Plan for Updating WebCoRE SmartApp

I understand the benefits of processing automations on the hub. I understand that there is value in making simple automations more accessible to average users; however, doing so at the expense of making complex automations less accessible to power users is short-sighted and will be the end of SmartThings unless a responsible transition plan is developed (apparently by customers since Samsung does not seem willing to develop a responsible transition plan of their own). Samsung wants users to utilize their API for complex automations? Great! Let’s formulate a transition plan that gives users ample time to transition where both systems work concurrently, with a reasonable timeline for sunsetting the current solution. In order to do this, WebCoRE needs to continue to operate in the SmartThings ecosystem until the SmartThings team can develop a system built on their API that is as usable by non-programmer power users as WebCoRE is. If instead Samsung wants to get out of the business of complex Smart Automations, that’s fine, but they need to be honest with their customers about that intention. If the SmartThings team has no intention of building an accessible system on top of their API that can be used by the average power user, then any potential solution will need to be developed by the community of users and therefore, need to live in the cloud.
I as a very long time WebCoRE non-programmer power user am proposing that the community of power users get together and be willing to crowd fund an initiative to write a bridge on top of the new SmartThings API that will connect SmartThings to WebCoRE the way that the current WebCoRE SmartApp does. If Samsung is unwilling and uninterested in ensuring a smooth SmartThings transition, then we as customers are our only hope. I am willing to contribute money to keeping SmartThings in the business of complex home automation. Who is with me and who is willing to work on this and let us pay you for it?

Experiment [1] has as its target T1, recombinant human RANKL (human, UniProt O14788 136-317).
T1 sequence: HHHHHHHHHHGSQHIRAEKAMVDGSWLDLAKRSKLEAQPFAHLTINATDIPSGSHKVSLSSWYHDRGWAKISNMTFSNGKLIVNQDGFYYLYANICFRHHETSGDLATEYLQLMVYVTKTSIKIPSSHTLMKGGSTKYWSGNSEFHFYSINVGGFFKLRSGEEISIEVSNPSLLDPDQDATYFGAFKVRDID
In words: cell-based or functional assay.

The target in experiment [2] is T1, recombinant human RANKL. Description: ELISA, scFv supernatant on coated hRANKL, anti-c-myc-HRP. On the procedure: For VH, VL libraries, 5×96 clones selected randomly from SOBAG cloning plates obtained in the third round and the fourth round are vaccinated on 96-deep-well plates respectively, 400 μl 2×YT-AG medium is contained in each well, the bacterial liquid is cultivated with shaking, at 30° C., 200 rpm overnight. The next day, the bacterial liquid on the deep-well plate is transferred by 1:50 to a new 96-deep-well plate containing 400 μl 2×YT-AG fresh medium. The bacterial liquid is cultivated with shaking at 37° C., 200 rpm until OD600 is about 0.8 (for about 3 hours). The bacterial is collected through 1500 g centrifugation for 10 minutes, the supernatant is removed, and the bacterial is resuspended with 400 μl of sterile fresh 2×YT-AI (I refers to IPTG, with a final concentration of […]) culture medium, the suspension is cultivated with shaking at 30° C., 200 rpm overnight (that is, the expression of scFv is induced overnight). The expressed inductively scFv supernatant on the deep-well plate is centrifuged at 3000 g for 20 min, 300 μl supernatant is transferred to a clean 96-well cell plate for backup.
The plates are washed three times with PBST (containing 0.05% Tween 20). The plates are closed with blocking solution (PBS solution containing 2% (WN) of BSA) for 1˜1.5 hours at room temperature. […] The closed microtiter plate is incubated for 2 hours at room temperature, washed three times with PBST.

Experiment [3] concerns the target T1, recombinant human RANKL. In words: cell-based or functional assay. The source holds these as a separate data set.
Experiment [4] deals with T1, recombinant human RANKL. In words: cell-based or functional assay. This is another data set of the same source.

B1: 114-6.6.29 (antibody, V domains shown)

2 Likes

There was a similar suggestion in this thread.

1 Like

I and many people would be willing to pay. You’re right it seems today it’s up to us users. SmartThings teasing their own official webCoRE based on the Rules API had kept us waiting, it seems they have no intention of releasing it, or handing over the basic code of what Adrian already built. SmartThings should of been clearer.

Especially seeing how Sharptools is so inadequate.

It seems like a reasonable approach for those who are interested in it. :thinking: There are a couple of other thirdparty alternatives that are available now, for those who would like to consider those. They are discussed in the following thread:

Replace Groovy with Automations—what’s your plan?

I agree, they have not been clear about their trajectory in their public announcements, but their actions seem transparent. They will leave the Rules API available for power users willing to go to the trouble of learning it, have the rest API for third-party integrations, and otherwise it’s basically going to be what you can do with routines.

It may be helpful to remember that at this point over 90% of their customer base doesn’t have a hub at all. They have a Samsung smart television or smart appliance, and they want to add some home automation to that, but nothing on the level of Webcore.